Attention may differentially modulate ERPs to auditory and visual events in individuals with normal hearing and those with cochlear implants.

Krystal Baguley (2010). Attention may differentially modulate ERPs to auditory and visual events in individuals with normal hearing and those with cochlear implants. Honours Thesis, School of Psychology, The University of Queensland.

       
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Author Krystal Baguley
Thesis Title Attention may differentially modulate ERPs to auditory and visual events in individuals with normal hearing and those with cochlear implants.
School, Centre or Institute School of Psychology
Institution The University of Queensland
Publication date 2010
Thesis type Honours Thesis
Supervisor Dr Jill Harris
Total pages 115
Language eng
Subjects L
380100 Psychology
Formatted abstract

Auditory deprivation results in neuroplastic changes that may underpin functional changes. This is evidenced by a deaf individual‟s enhanced ability to detect moving stimuli in the peripheral visual field. Research suggests that these induced changes persist and cause functional problems in non-proficient cochlear implant (CI) recipients. Changes in selective attention after auditory deprivation have also been documented. However, whether these attention-related changes impair CI users‟ performance, has not been investigated. The aim of this study was to determine if attentional changes, namely, a propensity to attend to visual over auditory stimuli, persist in some CI recipients. Normal hearing controls (N=12), long (N=6) and short (N=6) deaf CI recipients completed an intermodal selective attention task. Electroencephalography (EEG) was recorded to rare and common auditory and visual stimuli while participants completed tasks that manipulated attention across modes. It was predicted that short deaf CI and normal hearing individuals‟ ERPs would vary according to where attention was directed whereas ERPs of CI recipients who had experienced long periods of auditory deprivation would show altered outcomes. The results showed that for all groups attention enhanced the ERPs to the visual stimuli and common auditory tones. However, attention did not enhance ERPs to the auditory deviant tone for the long deaf CI group, whereas it did for the other groups. Therefore, even when attention was directed toward the rare and salient tone, their neural responses remained unaffected and the same as when this tone was presented in ignore conditions. This suggests that changes in attention persist for some CI users after sound is restored, for rare auditory sounds. It will be of future interest to determine if this attentional difference modulates the speech perception outcomes of this group. These findings will help extend our understanding of the role attention may play in CI language performance outcomes.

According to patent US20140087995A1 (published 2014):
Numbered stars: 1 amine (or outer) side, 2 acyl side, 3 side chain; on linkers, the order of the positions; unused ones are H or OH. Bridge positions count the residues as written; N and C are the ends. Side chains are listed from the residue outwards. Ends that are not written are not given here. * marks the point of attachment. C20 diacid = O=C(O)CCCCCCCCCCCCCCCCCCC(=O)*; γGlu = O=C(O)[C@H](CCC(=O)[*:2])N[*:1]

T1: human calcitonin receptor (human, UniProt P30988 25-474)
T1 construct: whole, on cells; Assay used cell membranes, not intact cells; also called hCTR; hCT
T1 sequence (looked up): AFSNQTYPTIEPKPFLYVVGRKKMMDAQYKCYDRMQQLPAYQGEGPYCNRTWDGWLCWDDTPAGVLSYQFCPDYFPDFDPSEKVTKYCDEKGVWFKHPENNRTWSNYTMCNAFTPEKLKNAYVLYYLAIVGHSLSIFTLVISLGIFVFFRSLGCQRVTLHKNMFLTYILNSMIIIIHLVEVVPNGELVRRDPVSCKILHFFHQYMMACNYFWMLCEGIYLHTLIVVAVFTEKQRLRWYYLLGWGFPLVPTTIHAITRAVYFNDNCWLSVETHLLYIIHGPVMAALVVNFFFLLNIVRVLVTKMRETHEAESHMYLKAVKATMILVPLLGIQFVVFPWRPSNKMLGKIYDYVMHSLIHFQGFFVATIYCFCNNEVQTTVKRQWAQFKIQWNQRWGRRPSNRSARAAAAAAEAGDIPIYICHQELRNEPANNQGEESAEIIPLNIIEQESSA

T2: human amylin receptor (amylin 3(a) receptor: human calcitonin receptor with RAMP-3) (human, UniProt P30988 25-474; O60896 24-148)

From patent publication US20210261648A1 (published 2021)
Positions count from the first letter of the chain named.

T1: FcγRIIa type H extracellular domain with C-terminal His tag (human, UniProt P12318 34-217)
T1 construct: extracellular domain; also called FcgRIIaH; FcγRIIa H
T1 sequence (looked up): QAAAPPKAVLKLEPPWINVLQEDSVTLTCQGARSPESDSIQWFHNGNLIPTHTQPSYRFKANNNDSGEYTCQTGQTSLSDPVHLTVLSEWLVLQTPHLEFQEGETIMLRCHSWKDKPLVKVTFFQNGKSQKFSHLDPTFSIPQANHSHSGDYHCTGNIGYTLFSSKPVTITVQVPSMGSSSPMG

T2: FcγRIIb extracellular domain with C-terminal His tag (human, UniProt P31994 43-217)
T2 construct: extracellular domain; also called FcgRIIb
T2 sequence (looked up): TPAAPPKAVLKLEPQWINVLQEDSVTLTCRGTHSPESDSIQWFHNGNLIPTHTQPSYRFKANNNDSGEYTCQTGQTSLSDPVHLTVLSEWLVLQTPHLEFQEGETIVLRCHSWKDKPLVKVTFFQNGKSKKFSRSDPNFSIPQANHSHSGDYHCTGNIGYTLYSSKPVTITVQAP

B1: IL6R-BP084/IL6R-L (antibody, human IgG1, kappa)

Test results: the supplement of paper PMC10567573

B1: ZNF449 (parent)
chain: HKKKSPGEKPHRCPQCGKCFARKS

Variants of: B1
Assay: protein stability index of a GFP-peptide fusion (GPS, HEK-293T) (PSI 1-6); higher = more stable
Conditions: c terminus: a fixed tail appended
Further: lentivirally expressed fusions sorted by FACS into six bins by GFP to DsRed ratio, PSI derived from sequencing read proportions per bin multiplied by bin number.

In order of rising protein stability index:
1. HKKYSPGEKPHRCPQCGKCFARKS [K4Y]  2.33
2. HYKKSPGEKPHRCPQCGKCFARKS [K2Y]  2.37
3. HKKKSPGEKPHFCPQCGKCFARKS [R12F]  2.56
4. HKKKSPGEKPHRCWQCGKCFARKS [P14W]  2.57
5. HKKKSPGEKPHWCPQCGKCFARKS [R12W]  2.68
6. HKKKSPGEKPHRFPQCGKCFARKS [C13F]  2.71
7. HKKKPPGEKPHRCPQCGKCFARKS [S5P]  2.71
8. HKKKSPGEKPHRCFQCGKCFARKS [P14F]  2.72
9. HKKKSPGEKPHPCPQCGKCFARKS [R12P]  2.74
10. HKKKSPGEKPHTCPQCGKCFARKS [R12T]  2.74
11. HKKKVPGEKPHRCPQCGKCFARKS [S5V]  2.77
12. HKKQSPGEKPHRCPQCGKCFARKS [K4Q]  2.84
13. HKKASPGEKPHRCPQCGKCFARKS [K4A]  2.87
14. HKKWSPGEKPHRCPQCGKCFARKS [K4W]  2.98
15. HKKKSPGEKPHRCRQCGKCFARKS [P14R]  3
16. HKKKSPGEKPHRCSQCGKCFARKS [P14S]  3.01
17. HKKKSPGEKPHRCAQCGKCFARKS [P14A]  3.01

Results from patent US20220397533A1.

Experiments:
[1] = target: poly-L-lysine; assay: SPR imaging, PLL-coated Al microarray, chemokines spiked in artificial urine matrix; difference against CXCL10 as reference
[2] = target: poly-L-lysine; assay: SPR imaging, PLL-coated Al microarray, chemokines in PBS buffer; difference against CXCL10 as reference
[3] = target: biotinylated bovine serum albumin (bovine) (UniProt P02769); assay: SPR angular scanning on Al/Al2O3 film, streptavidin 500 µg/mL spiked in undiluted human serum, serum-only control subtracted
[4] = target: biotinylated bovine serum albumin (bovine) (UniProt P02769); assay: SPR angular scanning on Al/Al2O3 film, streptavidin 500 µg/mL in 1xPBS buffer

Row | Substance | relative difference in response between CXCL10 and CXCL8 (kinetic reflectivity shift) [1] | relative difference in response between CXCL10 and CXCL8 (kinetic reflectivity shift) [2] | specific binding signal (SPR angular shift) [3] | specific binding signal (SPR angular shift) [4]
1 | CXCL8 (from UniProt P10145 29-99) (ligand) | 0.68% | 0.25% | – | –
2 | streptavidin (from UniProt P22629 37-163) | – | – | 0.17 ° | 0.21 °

Keyword Hearing -- Physiological aspects
Hearing disorders

 
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Created: Mon, 04 Apr 2011, 15:03:49 EST by Lucy O'Brien on behalf of School of Psychology